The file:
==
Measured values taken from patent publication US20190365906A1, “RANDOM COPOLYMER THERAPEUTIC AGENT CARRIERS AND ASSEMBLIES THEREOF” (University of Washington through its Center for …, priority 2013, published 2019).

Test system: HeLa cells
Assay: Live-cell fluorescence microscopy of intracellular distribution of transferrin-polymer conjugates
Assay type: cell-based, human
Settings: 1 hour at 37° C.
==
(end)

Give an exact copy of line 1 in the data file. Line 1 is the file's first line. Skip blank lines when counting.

Measured values taken from patent publication US20190365906A1, “RANDOM COPOLYMER THERAPEUTIC AGENT CARRIERS AND ASSEMBLIES THEREOF” (University of Washington through its Center for …, priority 2013, published 2019).